actuate

[ ak-choo-eyt ]
/ ˈæk tʃuˌeɪt /

verb (used with object), ac·tu·at·ed, ac·tu·at·ing.

to incite or move to action; impel; motivate: actuated by selfish motives.
to put into action; start a process; turn on: to actuate a machine.

QUIZZES

THINK YOU’VE GOT A HANDLE ON THIS US STATE NICKNAME QUIZ?

Did you ever collect all those state quarters? Put them to good use on this quiz about curious state monikers and the facts around them.
Question 1 of 8
Mississippi’s nickname comes from the magnificent trees that grow there. What is it?

Origin of actuate

1590–1600; <Medieval Latin āctuāt(us) reduced to action (past participle of āctuāre), equivalent to Latin āctu(s) (see act) + -ātus-ate1

OTHER WORDS FROM actuate

ac·tu·a·tion, nounde·ac·tu·ate, verb (used with object), de·ac·tu·at·ed, de·ac·tu·at·ing.self-ac·tu·at·ing, adjectiveun·ac·tu·at·ed, adjective

WORDS THAT MAY BE CONFUSED WITH actuate

activate, actuate , stimulate
Dictionary.com Unabridged Based on the Random House Unabridged Dictionary, © Random House, Inc. 2020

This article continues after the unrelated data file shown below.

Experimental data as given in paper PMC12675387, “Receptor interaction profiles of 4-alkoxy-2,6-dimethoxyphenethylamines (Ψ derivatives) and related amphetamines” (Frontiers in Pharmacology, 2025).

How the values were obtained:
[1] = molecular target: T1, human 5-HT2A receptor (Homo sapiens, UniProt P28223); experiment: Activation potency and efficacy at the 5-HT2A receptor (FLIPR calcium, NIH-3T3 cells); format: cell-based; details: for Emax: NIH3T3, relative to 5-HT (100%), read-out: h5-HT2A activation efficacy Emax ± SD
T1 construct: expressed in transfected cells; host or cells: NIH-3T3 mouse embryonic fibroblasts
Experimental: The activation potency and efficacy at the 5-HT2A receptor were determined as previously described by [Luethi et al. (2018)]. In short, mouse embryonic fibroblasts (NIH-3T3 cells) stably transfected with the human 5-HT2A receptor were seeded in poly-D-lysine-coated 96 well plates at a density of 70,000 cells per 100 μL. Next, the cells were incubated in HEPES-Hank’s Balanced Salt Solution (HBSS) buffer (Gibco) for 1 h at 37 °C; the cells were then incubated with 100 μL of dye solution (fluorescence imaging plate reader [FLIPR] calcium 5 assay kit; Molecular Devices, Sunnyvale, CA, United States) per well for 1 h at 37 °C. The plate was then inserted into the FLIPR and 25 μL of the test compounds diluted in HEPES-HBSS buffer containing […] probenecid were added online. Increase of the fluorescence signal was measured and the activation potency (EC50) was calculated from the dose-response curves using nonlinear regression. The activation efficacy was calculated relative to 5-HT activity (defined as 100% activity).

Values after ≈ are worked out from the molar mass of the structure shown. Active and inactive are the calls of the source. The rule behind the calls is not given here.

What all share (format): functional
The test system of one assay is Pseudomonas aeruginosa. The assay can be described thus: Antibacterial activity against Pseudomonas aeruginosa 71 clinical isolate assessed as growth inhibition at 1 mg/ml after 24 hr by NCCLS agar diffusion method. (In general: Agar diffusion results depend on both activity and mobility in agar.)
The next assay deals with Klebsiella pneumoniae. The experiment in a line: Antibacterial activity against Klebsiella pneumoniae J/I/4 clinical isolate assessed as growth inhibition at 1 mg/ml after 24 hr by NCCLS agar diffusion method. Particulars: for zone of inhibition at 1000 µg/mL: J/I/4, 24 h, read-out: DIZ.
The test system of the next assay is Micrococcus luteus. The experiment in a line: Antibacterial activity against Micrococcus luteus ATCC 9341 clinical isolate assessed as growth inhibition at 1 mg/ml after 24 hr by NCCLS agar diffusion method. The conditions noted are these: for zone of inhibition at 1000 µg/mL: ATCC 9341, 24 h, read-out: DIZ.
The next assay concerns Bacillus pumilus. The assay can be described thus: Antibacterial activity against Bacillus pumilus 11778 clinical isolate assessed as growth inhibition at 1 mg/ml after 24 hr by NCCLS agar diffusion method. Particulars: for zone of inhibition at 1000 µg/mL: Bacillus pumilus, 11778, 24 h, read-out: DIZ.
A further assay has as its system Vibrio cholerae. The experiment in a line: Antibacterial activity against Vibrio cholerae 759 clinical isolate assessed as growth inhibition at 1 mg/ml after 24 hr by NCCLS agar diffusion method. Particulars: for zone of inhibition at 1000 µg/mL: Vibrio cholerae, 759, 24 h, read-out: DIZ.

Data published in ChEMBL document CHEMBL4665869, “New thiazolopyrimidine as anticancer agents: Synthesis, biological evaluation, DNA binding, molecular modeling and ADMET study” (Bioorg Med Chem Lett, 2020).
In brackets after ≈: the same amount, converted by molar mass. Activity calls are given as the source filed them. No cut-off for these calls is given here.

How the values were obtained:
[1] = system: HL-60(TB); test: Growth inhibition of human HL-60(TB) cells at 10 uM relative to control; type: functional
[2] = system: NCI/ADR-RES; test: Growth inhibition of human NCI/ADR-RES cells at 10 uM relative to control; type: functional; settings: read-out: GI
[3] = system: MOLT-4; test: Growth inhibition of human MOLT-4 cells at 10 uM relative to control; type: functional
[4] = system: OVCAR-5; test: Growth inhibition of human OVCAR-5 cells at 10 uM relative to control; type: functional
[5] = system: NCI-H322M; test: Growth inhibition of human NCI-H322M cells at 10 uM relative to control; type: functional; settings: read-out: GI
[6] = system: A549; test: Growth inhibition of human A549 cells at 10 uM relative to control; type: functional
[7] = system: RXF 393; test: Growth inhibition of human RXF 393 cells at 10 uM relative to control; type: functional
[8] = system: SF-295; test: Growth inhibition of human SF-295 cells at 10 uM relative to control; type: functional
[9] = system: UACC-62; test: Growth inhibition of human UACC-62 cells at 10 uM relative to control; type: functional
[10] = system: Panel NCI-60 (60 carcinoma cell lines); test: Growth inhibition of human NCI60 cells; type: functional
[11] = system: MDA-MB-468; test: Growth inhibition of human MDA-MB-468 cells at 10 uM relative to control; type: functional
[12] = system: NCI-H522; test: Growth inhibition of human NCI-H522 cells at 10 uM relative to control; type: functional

Example sentences from the Web for actuate

  • He was wholly undramatic in the actuation of the characters which he imagined so dramatically.

  • For actuation, watches were provided with mainsprings which have steadily undergone improvement in quality and in placing.

    Inventors at Work|George Iles

British Dictionary definitions for actuate

actuate
/ (ˈæktʃʊˌeɪt) /

verb (tr)

to put into action or mechanical motion
to motivate or incite into actionactuated by unworthy desires

Derived forms of actuate

actuation, nounactuator, noun

Word Origin for actuate

C16: from Medieval Latin actuātus, from actuāre to incite to action, from Latin āctus act
Collins English Dictionary - Complete & Unabridged 2012 Digital Edition © William Collins Sons & Co. Ltd. 1979, 1986 © HarperCollins Publishers 1998, 2000, 2003, 2005, 2006, 2007, 2009, 2012